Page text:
Pageant weekend. I go down with A-M on Friday night—the rest of the family will join us Saturday and Sunday. Friday night is orientation—immediately after orientation A-M texts me a list of stuff she needs that she’s left in my room or in the car. Right then and there I figured out part of being a Pageant Mom was to be at the beck and call of your daughter during pageant weekend. I grumbled a bit in my head at that point because I had already changed into my sweats for a nice quiet evening alone in my hotel room. I almost grumbled out loud when I got two texts before 7:00 AM the next morning about a pair of heels she needed that were in my room. That is when I first questioned my Pageant Mom status. Of course I had it easy as A-M’s roommates’ parents drove 4 hours to retrieve a bag left behind that contained much needed eyeliner!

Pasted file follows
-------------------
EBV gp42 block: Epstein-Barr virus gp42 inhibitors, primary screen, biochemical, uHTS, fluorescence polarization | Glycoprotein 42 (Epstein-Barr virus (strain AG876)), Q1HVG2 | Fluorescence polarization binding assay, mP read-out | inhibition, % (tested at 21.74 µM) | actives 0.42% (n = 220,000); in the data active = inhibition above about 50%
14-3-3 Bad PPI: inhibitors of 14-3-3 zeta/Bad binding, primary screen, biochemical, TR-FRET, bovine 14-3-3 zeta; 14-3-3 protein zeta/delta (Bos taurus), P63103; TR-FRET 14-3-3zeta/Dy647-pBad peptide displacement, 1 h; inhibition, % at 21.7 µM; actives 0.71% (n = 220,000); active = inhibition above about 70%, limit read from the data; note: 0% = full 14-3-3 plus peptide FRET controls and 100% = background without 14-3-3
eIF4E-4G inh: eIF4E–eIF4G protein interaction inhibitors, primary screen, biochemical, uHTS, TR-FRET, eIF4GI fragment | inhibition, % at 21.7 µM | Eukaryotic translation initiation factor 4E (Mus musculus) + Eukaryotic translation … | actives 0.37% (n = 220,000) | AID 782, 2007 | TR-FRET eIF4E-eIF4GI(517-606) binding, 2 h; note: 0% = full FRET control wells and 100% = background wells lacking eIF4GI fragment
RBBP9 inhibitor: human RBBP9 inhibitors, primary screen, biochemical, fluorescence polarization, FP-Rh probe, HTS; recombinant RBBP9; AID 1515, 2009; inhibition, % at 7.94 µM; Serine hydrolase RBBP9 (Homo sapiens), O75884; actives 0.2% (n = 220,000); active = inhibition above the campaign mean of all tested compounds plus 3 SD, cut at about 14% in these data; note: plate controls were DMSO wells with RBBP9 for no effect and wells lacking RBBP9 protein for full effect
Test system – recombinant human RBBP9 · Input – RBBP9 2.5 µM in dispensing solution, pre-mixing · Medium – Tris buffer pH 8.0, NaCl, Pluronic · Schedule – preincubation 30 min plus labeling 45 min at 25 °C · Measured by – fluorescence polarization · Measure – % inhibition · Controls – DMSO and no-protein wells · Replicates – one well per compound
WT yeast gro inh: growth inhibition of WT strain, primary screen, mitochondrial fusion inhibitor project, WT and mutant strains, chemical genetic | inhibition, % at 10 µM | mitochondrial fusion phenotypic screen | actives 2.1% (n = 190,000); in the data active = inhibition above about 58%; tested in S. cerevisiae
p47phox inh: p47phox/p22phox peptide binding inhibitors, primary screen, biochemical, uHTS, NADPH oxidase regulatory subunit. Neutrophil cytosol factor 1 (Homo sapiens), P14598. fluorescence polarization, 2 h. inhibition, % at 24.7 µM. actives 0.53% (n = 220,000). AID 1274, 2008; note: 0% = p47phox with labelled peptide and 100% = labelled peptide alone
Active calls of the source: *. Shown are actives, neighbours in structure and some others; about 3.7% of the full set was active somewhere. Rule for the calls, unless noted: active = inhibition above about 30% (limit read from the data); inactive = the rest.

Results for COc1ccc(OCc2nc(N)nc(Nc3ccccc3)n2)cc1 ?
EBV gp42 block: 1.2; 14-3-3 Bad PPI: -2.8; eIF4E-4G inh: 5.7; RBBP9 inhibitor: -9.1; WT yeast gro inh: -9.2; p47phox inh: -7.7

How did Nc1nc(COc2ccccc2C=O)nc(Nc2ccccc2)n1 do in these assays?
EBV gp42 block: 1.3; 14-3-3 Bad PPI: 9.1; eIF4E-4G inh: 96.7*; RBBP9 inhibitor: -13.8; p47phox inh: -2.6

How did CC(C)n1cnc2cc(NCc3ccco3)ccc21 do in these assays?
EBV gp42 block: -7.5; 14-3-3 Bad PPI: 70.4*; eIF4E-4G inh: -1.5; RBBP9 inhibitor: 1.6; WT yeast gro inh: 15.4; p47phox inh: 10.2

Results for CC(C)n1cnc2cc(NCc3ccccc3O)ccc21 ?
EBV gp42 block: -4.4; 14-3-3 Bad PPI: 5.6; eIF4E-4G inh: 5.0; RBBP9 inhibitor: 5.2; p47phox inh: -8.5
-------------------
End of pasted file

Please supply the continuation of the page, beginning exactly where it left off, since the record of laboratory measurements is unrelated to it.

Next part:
Late Saturday morning came the real test of my abilities as a Pageant Mom---time to do hair for the first time. Before I share how things went---you must know that my hair experience is mostly about washing my hair. I do flip my head upside down about twice a year in order to blow dry it.(Remember the afore mentioned hairdryer---this is when it is called into service) To be fully honest here, I must tell you I usually get bored before my hair is fully dry so I flip my hair and myself back into an upright position with damp hair which then just dries as it usual would. But to get ready for the pageant, I did pin lots of hairstyles! And I watched several YouTube videos---and even attempted a few of them on A-M which caused her to privately tell my husband that I didn’t know what I was doing. Which caused me to make an appointment for my daughter to get her hair blown out and straighten Friday before we left for our pageant weekend. See what a good Pageant Mom I am—I admit defeat and call in the experts!
So Saturday we again consulted YouTube to figure out a style that would work with the straight hair and not mess it up for the next day. A-M pooh-poohed my YouTube dependence, but you know it was all I had! And I think I did a pretty good job!